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AI tool to simplify the identification of cancerous tissue in tumours

AI tool to simplify the identification of cancerous tissue in tumours

IIT Madras researchers developed this tool using deep learning and traditional machine learning.

Indian Institute of Technology Madras researchers use a combination of deep learning techniques and traditional machine learning to develop a tool that can diagnose cancer by looking at whole slide images of the tumour. The tool has been tested on datasets of breast, liver and colon cancer tissue images. It is economical in terms of the time required to process the images and analyse them.

Digital histopathology
Traditionally, histopathologists slice the tumour tissue into approximately 20-micron-thick slices which they put on slides. They look at enlarged images of the slides and go over it cell by cell to manually classify it as cancerous or otherwise. This is highly time-consuming, and it is to alleviate this burden that digital histopathology developed. In this, after preparing the slides, the entire slide is scanned using a high-resolution microscope and digitised. This is then analysed using computerised tools.
This digital process has its own challenges. The first of this is the sheer size of the scanned images which can run into gigabytes.

A single image could be 100,000 by 100,000 pixels large – compare this with a shot generated by a smart phone which is about 7,000 by 7,000 pixels in size,” says Ganapathy Krishnamurthy of the Engineering Design Department of IIT Madras in an email, giving an idea of the challenge to computer time posed by this task.
The technique posed further challenges, such as insufficient training data and the variation in staining across labs.

Also extracting clinically relevant information, that is, directly inferring fine-grained disease classification using deep learning alone was turning out to be prohibitively expensive in terms of computational time.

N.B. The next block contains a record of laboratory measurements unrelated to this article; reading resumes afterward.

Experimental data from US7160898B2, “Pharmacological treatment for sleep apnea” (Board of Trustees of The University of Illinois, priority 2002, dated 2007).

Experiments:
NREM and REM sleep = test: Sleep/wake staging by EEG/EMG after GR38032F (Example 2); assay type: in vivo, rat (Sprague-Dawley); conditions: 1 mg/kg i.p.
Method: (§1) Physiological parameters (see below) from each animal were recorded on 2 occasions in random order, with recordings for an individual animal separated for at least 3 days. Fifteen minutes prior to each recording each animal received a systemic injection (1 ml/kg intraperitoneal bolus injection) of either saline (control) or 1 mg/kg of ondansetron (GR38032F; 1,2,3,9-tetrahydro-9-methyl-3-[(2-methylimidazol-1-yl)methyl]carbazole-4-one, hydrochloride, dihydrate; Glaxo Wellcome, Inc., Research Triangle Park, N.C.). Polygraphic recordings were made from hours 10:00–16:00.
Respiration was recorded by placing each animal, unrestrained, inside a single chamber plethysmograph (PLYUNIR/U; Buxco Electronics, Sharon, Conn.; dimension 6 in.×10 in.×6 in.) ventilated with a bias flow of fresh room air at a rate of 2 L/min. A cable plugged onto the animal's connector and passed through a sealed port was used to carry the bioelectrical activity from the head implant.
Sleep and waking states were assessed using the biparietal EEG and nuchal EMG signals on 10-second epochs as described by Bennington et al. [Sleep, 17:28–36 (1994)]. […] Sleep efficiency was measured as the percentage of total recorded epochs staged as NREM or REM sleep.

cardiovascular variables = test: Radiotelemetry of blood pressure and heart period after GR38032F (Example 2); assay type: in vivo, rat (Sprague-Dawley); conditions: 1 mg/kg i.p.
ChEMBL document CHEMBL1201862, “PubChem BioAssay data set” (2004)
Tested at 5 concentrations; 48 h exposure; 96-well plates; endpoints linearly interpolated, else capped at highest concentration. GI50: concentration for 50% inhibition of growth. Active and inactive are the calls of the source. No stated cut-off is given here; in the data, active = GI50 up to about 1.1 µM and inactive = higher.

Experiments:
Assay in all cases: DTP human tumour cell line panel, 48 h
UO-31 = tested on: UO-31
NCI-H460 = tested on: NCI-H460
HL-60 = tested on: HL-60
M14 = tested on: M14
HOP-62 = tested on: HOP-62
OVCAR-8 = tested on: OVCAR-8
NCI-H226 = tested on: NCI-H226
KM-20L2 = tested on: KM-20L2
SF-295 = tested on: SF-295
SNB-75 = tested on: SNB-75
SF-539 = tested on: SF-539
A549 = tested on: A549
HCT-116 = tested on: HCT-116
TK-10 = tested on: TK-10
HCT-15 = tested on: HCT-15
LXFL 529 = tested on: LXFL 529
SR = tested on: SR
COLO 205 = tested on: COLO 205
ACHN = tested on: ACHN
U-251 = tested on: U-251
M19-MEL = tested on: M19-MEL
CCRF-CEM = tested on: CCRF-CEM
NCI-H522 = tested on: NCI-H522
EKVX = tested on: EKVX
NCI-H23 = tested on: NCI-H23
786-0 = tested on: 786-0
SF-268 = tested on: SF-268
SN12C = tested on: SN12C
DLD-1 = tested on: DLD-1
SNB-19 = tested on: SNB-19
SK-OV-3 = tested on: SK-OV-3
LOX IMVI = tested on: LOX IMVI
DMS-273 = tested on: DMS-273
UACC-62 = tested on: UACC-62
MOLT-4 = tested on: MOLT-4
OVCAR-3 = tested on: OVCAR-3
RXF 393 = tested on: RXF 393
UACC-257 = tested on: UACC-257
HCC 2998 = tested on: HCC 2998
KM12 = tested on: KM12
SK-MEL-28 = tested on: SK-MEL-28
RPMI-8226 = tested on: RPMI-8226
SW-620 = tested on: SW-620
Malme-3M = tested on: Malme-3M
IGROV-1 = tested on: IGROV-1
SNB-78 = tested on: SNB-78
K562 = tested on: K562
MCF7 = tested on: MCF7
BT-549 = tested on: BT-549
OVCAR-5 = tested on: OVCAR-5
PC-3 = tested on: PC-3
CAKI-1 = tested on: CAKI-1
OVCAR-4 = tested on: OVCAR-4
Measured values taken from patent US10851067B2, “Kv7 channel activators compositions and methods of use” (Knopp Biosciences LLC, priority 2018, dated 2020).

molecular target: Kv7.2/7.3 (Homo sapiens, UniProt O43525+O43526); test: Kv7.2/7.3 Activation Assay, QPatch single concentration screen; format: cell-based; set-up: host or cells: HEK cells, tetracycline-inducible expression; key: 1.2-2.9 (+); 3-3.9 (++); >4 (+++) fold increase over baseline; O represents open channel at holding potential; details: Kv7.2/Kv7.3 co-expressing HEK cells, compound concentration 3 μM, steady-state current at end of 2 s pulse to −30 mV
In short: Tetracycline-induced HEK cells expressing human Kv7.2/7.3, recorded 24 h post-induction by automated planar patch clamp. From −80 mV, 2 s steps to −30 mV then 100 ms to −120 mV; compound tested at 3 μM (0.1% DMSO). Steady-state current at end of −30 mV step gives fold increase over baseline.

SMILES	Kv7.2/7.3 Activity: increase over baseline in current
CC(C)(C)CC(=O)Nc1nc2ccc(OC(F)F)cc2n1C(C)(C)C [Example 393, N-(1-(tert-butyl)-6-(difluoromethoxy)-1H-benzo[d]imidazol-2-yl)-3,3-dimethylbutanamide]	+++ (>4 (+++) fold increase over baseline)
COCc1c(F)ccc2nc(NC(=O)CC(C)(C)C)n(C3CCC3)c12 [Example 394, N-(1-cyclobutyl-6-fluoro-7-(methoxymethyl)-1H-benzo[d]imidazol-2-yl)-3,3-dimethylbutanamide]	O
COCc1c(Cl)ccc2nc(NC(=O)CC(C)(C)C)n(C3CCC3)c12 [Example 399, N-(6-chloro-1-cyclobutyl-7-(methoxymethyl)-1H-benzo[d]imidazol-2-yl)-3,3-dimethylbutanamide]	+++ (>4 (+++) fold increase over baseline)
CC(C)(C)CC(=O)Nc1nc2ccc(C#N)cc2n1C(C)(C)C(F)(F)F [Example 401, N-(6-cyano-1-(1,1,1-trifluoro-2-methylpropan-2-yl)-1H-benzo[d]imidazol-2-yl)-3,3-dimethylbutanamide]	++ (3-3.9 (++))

So, the researchers used a combination of deep learning and traditional machine learning.

Hybrid approach
“We have used deep learning for classifying the tissue regions into normal and cancerous tissues from the Whole Slide Image. After this step, important patterns called features are computed using the output of the deep learning algorithm and used in a conventional machine learning algorithm for fine grained disease classification,” says Prof. Krishnamurthy. The details have been published in a paper in Scientific Reports.

To test the algorithms, the researchers enrolled in three open challenges – the CAMELYON17 challenge, the DIGESTPATH 2019 challenge and the PAIP 2019 challenge. “This paper takes data from three different challenges. In two of these, we were placed in the top 3 performing methods and in one challenge (CAMELYON) we were placed in the top 10 out of several hundred entries,” explains Balaji Srinivasan from the Mechanical Engineering Department of IIT Madras, who is an author of the paper. The technology is ready for deployment, say the authors. “We have a startup that can provide this solution and we are looking for potential healthcare partners,” says Prof. Srinivasan.

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